MRU choirs need more Sopranos
It’s a rare musical predicament.
Jean-Louis Bleau, the director of MRU’s Artio choir explains, “Unlike other choirs in the city…we have a shortage of sopranos.”
Sopranos are routinely plentiful in the choral world. There’s often an abundance of talented ladies willing to carry the melody, while choirs scrounge for supporting female voice parts and men’s voices. “Other choirs are struggling for guys to sing bass and tenor.” Bleau resounds, “Two-thirds of the choir are guys. We are unbalanced on the top-end, so we need some strong sopranos… especially sopranos that can sing high A’s.”
That’s a high order.
As the new Program Administrator for MRU Conservatory’s General and Orchestral Programs and director of Artio, Bleau has the perfect pitch for ladies who are interested, “The music we do is very challenging. We’re doing these aggressive style pieces like (Mozart’s) Dies Irae and Flame by Ben Parry.” The latter includes a two-minute finale featuring a staggered soprano section continuously singing a high A.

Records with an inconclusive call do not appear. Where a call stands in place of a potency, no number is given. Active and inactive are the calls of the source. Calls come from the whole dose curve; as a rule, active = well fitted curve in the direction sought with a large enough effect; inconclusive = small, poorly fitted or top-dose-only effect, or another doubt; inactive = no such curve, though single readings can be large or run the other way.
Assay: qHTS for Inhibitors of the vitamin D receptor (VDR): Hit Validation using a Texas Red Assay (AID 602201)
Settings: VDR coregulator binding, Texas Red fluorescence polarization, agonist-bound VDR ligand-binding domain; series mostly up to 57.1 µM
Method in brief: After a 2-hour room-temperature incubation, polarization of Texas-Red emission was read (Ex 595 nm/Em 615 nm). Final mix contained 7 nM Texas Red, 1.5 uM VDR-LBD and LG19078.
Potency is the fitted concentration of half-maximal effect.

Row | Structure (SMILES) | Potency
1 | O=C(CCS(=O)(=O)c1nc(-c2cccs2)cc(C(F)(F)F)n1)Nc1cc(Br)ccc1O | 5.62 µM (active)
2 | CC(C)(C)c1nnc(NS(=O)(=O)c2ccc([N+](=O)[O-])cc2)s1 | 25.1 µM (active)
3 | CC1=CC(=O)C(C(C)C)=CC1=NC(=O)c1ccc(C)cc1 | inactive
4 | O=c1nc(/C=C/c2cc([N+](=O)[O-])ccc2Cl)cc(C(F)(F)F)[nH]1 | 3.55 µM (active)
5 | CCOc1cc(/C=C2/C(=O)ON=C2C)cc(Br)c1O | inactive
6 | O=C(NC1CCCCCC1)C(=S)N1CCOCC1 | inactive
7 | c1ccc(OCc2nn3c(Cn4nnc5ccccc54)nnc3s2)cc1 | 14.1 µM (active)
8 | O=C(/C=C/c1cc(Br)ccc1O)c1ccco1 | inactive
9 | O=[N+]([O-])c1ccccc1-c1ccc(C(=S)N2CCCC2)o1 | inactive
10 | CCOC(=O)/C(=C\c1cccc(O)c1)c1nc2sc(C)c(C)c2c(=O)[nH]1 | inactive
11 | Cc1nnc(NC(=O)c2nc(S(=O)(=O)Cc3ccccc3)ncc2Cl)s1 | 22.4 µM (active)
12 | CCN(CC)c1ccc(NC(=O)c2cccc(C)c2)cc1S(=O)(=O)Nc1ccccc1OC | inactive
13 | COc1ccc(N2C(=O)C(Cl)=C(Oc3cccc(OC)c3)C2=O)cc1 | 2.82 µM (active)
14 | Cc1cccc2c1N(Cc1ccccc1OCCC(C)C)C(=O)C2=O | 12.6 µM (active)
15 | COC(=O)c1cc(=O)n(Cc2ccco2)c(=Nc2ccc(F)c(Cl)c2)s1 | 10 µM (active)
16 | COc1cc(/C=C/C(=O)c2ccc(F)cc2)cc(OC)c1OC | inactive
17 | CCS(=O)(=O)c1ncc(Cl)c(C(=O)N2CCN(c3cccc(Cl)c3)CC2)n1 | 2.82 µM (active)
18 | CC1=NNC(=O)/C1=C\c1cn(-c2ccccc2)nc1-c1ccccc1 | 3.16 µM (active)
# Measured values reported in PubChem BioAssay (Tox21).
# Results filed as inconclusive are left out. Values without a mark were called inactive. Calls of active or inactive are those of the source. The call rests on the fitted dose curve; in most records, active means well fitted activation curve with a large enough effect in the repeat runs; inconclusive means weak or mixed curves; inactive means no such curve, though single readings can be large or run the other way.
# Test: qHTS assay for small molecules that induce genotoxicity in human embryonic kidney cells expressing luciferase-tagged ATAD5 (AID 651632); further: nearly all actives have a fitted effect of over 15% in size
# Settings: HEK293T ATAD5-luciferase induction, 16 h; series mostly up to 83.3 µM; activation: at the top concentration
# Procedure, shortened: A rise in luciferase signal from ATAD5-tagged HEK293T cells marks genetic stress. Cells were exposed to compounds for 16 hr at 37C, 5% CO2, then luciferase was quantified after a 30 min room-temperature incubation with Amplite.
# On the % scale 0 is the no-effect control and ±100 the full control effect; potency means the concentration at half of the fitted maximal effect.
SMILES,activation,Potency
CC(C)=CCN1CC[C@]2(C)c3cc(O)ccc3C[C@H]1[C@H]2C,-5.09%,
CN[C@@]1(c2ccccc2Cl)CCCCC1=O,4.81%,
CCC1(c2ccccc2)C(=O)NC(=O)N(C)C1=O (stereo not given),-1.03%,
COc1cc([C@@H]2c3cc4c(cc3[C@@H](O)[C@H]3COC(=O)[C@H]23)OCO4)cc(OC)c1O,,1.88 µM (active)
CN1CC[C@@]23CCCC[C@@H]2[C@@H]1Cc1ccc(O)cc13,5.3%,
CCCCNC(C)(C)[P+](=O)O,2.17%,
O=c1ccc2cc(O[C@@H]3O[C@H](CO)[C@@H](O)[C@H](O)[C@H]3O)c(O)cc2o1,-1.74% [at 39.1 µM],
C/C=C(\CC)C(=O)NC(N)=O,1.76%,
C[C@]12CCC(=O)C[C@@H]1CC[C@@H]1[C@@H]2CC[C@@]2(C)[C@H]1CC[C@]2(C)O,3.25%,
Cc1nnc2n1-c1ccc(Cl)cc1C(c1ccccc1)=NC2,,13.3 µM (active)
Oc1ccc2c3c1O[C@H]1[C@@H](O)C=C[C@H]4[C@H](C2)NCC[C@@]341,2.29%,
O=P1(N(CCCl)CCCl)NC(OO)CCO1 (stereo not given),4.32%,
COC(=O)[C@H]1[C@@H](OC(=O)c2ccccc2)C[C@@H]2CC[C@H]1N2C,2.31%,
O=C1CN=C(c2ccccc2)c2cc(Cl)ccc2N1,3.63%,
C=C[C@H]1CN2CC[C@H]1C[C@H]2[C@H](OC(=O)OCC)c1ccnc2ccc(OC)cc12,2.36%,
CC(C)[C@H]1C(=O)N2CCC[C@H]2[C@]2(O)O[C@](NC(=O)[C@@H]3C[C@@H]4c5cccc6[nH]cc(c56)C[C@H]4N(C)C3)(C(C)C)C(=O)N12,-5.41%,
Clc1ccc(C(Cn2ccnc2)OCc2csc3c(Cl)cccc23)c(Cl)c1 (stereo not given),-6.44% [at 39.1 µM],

“People are always welcome to pop by and see what we do,” Bleau attests. “We have a couple extra chairs we set up in rehearsal.” When asked what the general reaction is of those who venture into the rehearsal hall, the director admits that most who come to listen stay to sing.
Artio will be seen next in concert with pianist Konstantin Shamray at the Bella Concert Hall on November, 22nd. Then, they will be featured in the MRU Conservatory’s holiday show Sounds of the Season on December 12th. If you have a high voice and a passion for choral music, perhaps you can join them.